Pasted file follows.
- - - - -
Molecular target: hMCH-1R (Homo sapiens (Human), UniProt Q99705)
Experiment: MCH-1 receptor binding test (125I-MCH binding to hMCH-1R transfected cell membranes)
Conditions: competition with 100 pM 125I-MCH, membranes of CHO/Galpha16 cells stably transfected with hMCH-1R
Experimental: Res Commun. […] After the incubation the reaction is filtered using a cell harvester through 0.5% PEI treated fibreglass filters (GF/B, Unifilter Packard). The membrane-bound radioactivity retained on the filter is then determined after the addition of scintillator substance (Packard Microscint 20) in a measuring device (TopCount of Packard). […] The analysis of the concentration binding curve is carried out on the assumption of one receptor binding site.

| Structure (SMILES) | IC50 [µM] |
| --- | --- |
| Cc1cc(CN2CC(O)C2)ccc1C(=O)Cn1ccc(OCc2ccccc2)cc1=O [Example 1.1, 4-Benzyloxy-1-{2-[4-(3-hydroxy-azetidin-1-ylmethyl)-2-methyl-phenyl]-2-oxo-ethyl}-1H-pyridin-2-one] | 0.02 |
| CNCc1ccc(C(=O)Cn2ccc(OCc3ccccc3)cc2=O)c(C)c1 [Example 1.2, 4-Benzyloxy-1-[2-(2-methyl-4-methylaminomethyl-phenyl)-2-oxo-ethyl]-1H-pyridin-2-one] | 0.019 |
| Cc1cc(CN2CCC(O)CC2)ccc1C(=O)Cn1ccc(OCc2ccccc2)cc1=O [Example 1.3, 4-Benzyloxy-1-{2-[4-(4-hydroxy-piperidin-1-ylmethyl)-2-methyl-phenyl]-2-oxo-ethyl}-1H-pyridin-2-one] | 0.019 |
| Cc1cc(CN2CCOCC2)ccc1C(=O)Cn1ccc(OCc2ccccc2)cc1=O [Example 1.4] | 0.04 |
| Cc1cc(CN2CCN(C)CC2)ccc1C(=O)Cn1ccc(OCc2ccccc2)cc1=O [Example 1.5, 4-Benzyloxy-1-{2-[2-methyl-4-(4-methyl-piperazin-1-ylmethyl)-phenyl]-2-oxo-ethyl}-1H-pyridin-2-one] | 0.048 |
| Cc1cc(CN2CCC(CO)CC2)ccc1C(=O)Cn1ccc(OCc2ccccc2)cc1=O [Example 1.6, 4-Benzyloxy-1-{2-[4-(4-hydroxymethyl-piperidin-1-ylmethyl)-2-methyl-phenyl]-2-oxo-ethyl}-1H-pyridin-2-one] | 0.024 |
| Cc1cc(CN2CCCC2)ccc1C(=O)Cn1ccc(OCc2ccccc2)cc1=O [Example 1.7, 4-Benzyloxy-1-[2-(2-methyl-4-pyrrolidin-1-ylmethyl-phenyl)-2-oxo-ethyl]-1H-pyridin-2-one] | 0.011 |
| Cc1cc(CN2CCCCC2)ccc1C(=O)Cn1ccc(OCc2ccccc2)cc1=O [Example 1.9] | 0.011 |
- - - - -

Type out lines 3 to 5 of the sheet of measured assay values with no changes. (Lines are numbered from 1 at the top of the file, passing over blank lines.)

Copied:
Conditions: competition with 100 pM 125I-MCH, membranes of CHO/Galpha16 cells stably transfected with hMCH-1R
Experimental: Res Commun. […] After the incubation the reaction is filtered using a cell harvester through 0.5% PEI treated fibreglass filters (GF/B, Unifilter Packard). The membrane-bound radioactivity retained on the filter is then determined after the addition of scintillator substance (Packard Microscint 20) in a measuring device (TopCount of Packard). […] The analysis of the concentration binding curve is carried out on the assumption of one receptor binding site.

| Structure (SMILES) | IC50 [µM] |